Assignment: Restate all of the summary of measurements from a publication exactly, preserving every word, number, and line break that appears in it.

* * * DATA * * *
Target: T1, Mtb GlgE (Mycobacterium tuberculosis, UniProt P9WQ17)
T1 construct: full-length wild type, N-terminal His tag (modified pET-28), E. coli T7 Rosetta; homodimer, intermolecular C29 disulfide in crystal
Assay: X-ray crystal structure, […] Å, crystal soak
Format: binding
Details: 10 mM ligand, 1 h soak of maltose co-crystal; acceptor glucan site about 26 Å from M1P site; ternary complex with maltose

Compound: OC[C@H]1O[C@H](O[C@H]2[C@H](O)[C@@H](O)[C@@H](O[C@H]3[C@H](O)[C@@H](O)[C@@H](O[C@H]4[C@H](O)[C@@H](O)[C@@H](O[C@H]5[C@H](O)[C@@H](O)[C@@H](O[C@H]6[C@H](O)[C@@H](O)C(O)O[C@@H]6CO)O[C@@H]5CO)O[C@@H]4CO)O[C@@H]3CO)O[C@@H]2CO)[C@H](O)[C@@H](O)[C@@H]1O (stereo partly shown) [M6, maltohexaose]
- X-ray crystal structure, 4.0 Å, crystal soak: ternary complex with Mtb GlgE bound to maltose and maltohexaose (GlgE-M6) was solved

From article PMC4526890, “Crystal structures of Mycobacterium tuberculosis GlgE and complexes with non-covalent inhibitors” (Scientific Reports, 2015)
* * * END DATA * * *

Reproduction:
Target: T1, Mtb GlgE (Mycobacterium tuberculosis, UniProt P9WQ17)
T1 construct: full-length wild type, N-terminal His tag (modified pET-28), E. coli T7 Rosetta; homodimer, intermolecular C29 disulfide in crystal
Assay: X-ray crystal structure, […] Å, crystal soak
Format: binding
Details: 10 mM ligand, 1 h soak of maltose co-crystal; acceptor glucan site about 26 Å from M1P site; ternary complex with maltose

Compound: OC[C@H]1O[C@H](O[C@H]2[C@H](O)[C@@H](O)[C@@H](O[C@H]3[C@H](O)[C@@H](O)[C@@H](O[C@H]4[C@H](O)[C@@H](O)[C@@H](O[C@H]5[C@H](O)[C@@H](O)[C@@H](O[C@H]6[C@H](O)[C@@H](O)C(O)O[C@@H]6CO)O[C@@H]5CO)O[C@@H]4CO)O[C@@H]3CO)O[C@@H]2CO)[C@H](O)[C@@H](O)[C@@H]1O (stereo partly shown) [M6, maltohexaose]
- X-ray crystal structure, 4.0 Å, crystal soak: ternary complex with Mtb GlgE bound to maltose and maltohexaose (GlgE-M6) was solved

From article PMC4526890, “Crystal structures of Mycobacterium tuberculosis GlgE and complexes with non-covalent inhibitors” (Scientific Reports, 2015)